While the global financial crisis depressed giving overall, foundations and corporations still contributed more in 2010 than in 2006 to nonprofits in the Pacific Northwest. In Alaska particularly, support from regional grantmakers remains strong. In this blog post, we look at some data shared by Philanthropy Northwest in their biannual report, Trends in Northwest Giving.

Recently Philanthropy Northwest released its biannual survey of foundation and corporate giving to nonprofits in the Northwest region (six States including Alaska). The data cover the years 2009 and 2010 and so are a little dated, but still very insightful. The report does not capture giving from individuals or donor-advised funds at community foundations.

Giving by organized philanthropy to Northwest organizations peaked in 2008 and declined 13.5% by 2010 (when excluding the Bill and Melinda Gates Foundation), in line with national economic conditions. However, overall giving was still still 20% higher in 2010 than in 2006 (when excluding the Bill and Melinda Gates Foundation) and 6% higher with the Gates Foundation included.

Another useful set of benchmarks are grant dollars by subject area received by Northwest organizations versus organizations nationally. Our region is more likely to see support for education, human services and international  causes. Support for education alone received 30 percent of all grant dollars versus 23 percent nationally. Two thirds of grants to education overall were directed towards colleges and universities.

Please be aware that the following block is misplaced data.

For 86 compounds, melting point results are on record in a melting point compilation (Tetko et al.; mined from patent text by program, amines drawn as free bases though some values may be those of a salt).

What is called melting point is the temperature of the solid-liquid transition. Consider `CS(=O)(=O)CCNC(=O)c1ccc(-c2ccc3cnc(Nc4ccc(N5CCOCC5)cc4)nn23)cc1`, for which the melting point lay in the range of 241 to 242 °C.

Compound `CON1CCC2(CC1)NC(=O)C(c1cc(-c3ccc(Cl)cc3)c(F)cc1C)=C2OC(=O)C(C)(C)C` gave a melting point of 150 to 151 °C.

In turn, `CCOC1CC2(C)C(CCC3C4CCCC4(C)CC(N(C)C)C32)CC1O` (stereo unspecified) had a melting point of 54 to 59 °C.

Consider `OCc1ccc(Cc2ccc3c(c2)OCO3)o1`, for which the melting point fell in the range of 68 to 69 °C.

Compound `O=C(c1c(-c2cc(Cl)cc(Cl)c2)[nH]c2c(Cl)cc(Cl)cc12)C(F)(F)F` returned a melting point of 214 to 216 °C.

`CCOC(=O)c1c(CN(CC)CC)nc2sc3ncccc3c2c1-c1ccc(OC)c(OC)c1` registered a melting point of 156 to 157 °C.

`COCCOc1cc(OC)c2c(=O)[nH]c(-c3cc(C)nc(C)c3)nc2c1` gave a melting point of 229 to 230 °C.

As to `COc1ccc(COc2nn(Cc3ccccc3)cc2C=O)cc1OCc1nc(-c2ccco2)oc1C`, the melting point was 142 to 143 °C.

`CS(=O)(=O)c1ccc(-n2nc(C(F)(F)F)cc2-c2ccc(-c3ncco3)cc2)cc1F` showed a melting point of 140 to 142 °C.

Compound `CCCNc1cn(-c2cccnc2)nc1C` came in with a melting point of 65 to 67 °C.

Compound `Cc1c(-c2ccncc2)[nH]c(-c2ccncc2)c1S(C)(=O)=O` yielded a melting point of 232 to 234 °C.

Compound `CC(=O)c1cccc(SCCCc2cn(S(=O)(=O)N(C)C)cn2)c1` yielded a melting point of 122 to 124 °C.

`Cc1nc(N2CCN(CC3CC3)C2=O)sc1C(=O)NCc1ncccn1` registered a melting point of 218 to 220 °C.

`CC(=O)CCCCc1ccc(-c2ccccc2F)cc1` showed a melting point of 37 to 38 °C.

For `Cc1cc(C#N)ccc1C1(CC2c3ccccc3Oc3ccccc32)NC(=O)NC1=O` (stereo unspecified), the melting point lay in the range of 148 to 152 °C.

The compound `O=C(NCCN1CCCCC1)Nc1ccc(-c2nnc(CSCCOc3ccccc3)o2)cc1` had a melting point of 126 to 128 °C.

Importantly, 80% of all dollars to Northwest nonprofits came from Northwest foundations and corporations in 2010 which emphasizes the significance of regional philanthropy.

In Alaska, overall giving was just under $80 million, with some 1,194 grants made and a median grant size of $12,000. While impressive, this total represents a decrease of 17% from 2008 to 2010, largely due to a 64% decline in corporate giving and a 21% decline in contributions by community foundations. Private foundations increased their giving by 18% over the same period. The top level giving priorities in Alaska were public benefit (23%), education (20%), health (20%) and arts (10%). International giving was the smallest category of giving, receiving less than one percent of grants in the State.

The report provides a valuable resource for both grantmakers and grantees and food for thought as new funders are attracted to Alaska – four of the top 10 funders to Alaska in 2010 are headquartered outside the State. There is also some encouraging news for the nonprofit sector as 70% of Pacific Northwest foundations forecast that giving will remain stable or increase in 2012.

For more insights into who is giving where and for what purposes, download a copy of the report online. Rasmuson Foundation is a sponsor of the Trends in Northwest Giving research and an active member of Philanthropy Northwest.